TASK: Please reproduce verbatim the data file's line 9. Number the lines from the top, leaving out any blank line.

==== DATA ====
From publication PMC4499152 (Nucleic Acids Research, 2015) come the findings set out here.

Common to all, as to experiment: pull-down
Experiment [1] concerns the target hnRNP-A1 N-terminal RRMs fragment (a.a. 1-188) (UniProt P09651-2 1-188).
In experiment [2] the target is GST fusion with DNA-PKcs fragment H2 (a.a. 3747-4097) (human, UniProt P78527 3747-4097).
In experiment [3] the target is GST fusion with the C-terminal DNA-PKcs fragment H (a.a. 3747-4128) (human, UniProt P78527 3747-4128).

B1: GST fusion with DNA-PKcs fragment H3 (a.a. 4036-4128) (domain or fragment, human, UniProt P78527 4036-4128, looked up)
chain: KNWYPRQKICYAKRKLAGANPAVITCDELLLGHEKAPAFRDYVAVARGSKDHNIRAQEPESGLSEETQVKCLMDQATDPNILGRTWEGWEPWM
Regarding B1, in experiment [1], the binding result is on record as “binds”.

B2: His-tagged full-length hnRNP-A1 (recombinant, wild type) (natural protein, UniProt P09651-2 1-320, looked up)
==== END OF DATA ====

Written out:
B2: His-tagged full-length hnRNP-A1 (recombinant, wild type) (natural protein, UniProt P09651-2 1-320, looked up)